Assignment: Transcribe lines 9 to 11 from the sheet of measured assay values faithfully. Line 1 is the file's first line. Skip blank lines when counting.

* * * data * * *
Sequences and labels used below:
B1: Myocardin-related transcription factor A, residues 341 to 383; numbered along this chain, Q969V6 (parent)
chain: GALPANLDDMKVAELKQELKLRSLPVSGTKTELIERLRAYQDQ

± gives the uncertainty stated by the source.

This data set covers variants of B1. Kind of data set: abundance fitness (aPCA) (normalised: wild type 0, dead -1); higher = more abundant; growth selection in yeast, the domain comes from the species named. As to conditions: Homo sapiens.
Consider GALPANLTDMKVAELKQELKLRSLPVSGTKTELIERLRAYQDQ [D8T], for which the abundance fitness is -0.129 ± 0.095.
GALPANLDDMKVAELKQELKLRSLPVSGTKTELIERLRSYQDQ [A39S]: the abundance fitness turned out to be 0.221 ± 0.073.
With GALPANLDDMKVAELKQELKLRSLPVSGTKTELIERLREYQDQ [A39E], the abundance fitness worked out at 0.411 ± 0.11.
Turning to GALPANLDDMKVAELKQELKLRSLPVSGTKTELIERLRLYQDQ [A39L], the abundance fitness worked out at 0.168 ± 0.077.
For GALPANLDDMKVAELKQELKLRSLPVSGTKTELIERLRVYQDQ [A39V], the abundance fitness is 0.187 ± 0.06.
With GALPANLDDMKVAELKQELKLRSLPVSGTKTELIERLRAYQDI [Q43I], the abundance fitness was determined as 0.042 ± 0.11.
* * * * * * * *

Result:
Turning to GALPANLDDMKVAELKQELKLRSLPVSGTKTELIERLRLYQDQ [A39L], the abundance fitness worked out at 0.168 ± 0.077.
For GALPANLDDMKVAELKQELKLRSLPVSGTKTELIERLRVYQDQ [A39V], the abundance fitness is 0.187 ± 0.06.
With GALPANLDDMKVAELKQELKLRSLPVSGTKTELIERLRAYQDI [Q43I], the abundance fitness was determined as 0.042 ± 0.11.